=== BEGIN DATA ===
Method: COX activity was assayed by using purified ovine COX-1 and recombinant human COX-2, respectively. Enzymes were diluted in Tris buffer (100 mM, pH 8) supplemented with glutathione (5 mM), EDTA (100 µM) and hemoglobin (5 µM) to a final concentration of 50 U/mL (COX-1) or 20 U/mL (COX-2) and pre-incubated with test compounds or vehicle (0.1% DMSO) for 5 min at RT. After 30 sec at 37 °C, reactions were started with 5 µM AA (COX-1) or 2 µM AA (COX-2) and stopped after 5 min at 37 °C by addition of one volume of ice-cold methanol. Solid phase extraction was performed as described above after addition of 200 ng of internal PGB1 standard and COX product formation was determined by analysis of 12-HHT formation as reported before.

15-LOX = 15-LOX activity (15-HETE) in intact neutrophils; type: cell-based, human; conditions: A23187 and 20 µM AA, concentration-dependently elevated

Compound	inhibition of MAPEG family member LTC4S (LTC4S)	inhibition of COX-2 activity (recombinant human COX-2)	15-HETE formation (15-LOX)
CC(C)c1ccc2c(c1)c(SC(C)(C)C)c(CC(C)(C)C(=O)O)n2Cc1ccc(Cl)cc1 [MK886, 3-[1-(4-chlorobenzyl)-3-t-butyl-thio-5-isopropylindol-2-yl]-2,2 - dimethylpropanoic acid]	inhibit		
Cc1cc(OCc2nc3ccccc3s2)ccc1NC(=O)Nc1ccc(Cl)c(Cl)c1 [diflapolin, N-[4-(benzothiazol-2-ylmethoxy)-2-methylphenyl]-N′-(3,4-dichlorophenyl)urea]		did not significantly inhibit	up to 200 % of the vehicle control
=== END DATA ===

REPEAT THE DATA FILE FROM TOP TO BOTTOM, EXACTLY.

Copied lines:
Method: COX activity was assayed by using purified ovine COX-1 and recombinant human COX-2, respectively. Enzymes were diluted in Tris buffer (100 mM, pH 8) supplemented with glutathione (5 mM), EDTA (100 µM) and hemoglobin (5 µM) to a final concentration of 50 U/mL (COX-1) or 20 U/mL (COX-2) and pre-incubated with test compounds or vehicle (0.1% DMSO) for 5 min at RT. After 30 sec at 37 °C, reactions were started with 5 µM AA (COX-1) or 2 µM AA (COX-2) and stopped after 5 min at 37 °C by addition of one volume of ice-cold methanol. Solid phase extraction was performed as described above after addition of 200 ng of internal PGB1 standard and COX product formation was determined by analysis of 12-HHT formation as reported before.

15-LOX = 15-LOX activity (15-HETE) in intact neutrophils; type: cell-based, human; conditions: A23187 and 20 µM AA, concentration-dependently elevated

Compound	inhibition of MAPEG family member LTC4S (LTC4S)	inhibition of COX-2 activity (recombinant human COX-2)	15-HETE formation (15-LOX)
CC(C)c1ccc2c(c1)c(SC(C)(C)C)c(CC(C)(C)C(=O)O)n2Cc1ccc(Cl)cc1 [MK886, 3-[1-(4-chlorobenzyl)-3-t-butyl-thio-5-isopropylindol-2-yl]-2,2 - dimethylpropanoic acid]	inhibit		
Cc1cc(OCc2nc3ccccc3s2)ccc1NC(=O)Nc1ccc(Cl)c(Cl)c1 [diflapolin, N-[4-(benzothiazol-2-ylmethoxy)-2-methylphenyl]-N′-(3,4-dichlorophenyl)urea]		did not significantly inhibit	up to 200 % of the vehicle control